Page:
Nonetheless, estimates place Lana‘i’s population at about 6,000 at the time of contact with Europeans. Missionaries from Maui established four schools among the Hawaiians starting in 1825,.
Mormons were the first non-Pacific people to really settle on Lana‘i. They established a ranch at Palawai Basin near present-day Lana‘i City.. Eventually their leader, Walter Gibson, had bought most of the island from the Hawaiians who controlled it. This is how Lana‘i became largely privately owned, which remains true today.
Gibson’s descendants briefly operated a sugar plantation and mill at Keomoku, where you can still see the ghostly ruins of a church and locomotive. It opened in 1899 and went bankrupt in 1901 when the irrigation water became brackish. The Hawaiians said that it was because they had built over a heiau, or temple. By this time the Hawaiian population had also dropped to about 600.
The island and ranch that still operated went through a series of owners, including the Baldwin family from Maui. Fortunately the ranch had an enlightened manager, George Munro. He initiated conservation practices, such as planting the Norfolk and Cook pines seen on the uplands today. The upland mists condense on their needles and drop to the ground.
By 1922, the big change came. James Dole, founder of Hawai‘i’s pineapple industry, bought most of the island for $1.1 million and established the plantation that totally dominated the economy. The first pineapples were shipped in 1926. Lana‘i, exclusively devoted to pineapples, was the world’s largest producer of pineapples. Dole also constructed the little Hotel Lanai‘ and Lana‘i City, the island’s only town (where all services are located), to house Filipino plantation workers.
Castle & Cooke, a primary shareholder in the Dole Corporation, kept the focus on pineapples until the mid-1980s, when rising worker wages precluded profitability. That’s when David Murdock, the chairman of Castle & Cooke, decided that tourism would be the island’s savior and purchased the island for $675 million. The last pineapples were picked and shipped in 1992. Retrained in the service sector, most of the island’s residents now worked for the Lana‘i Company, the non-agricultural subsidiary of Castle & Cooke.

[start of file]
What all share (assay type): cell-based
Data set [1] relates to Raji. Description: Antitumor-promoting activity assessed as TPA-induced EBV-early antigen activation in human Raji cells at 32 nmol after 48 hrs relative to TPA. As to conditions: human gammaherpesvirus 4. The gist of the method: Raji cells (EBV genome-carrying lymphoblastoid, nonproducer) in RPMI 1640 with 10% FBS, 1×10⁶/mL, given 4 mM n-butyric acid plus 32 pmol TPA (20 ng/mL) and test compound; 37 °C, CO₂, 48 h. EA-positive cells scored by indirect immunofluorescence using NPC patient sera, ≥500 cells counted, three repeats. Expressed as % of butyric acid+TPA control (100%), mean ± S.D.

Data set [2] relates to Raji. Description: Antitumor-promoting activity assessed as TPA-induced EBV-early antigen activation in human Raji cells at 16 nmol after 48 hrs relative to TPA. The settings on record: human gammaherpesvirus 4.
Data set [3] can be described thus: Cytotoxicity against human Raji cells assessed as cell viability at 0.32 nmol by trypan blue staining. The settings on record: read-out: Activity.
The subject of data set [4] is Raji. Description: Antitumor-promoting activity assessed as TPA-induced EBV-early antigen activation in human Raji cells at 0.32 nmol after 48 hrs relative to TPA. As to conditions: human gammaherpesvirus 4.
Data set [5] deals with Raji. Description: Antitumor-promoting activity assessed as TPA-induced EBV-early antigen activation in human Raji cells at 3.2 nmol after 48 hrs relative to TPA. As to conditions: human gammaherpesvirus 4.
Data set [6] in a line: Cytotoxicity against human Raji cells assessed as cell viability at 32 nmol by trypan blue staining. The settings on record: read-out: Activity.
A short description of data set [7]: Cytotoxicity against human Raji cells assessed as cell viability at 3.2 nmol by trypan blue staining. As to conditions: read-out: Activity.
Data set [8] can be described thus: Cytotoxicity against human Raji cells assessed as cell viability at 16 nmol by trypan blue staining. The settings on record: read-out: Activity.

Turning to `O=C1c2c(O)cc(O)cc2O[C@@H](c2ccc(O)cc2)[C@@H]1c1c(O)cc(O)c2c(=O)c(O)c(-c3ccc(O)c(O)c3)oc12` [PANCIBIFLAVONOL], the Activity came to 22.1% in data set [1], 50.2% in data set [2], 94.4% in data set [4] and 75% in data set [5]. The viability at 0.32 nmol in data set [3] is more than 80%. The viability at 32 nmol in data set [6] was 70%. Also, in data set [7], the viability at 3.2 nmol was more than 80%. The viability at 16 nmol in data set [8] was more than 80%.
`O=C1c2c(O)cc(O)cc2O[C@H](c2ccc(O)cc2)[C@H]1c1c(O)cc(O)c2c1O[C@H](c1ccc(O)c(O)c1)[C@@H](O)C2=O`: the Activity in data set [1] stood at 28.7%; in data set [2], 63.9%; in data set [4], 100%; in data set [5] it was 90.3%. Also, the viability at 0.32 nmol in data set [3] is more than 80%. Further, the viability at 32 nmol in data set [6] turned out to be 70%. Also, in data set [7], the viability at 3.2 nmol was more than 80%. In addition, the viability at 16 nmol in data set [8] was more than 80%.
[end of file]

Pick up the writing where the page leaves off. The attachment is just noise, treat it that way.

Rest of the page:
The island’s first cautious step into tourism back in 1990 and 1991 was modest in many respects but not in aspiration. Almost overnight, Lana‘i was transformed. Murdock built two resort hotels — The Lodge at Ko‘ele and the Manele Bay Hotel. A designer golf course flanked each one, and Lana‘i became a golf destination.
About the time that Lana‘i traded pineapple for tourists, it also adopted the moniker Hawai‘i’s Private Island. It’s not surprising, then, that gazillionaire Bill Gates chose to get married on Lana‘i in 1993. Gates booked all the rooms at the Lodge at Ko‘ele and Manele Bay Hotel (and the little Hotel Lana‘i), rented all the island’s rental cars, and chartered all the nearby boats and planes that otherwise could have brought prying cameras to the island during the special event.
But paradise can always get better. Murdock, who claimed to be losing money on the Lana‘i venture, sold the island and company to Oracle founder Larry Ellison in 2012. The selling prices ranges from $300 to $500 million, depending on who’s reporting it. Ellison owns 87,000 of the island’s 90,000 acres. Some residents own their own homes, and a few businesses own their property.
Ellison’s hopes to establish Lana‘i as an “island community driven by economic diversity, powered by renewable energy, and marked by rich cultural and natural resources that define our island,” according to the Pulama Lana‘i vision statement. He established Pulama Lana‘i to run the island.
He started with the hotels. He closed the Lodge at Koele and shut down its golf course. He transformed the Manele Bay Hotel into a stunning but understated Pacific manor set in a jungle. The hotel reopened in spring 2016. Though plans aren’t officially announced, the Lodge is slated to become a destination spa and wellness center.
He has increased employment and the population grew to 3,200. Though his plans for a desalination plant have stalled, the company has a installed solar energy panels that supply about 10 percent of island energy. the company has started gardens that supply food for restaurants.
Residents enumerate the changes. He built an Olympic-sized swimming pool and football field for them, and renovated the closed movie theater into a state-of-the-art facility. You seem to hear the collective breath being let out.
–Thanks to Kim Grant for much of this backstory.
The Tempest, starring Helen Mirren, was filmed on Lana‘i.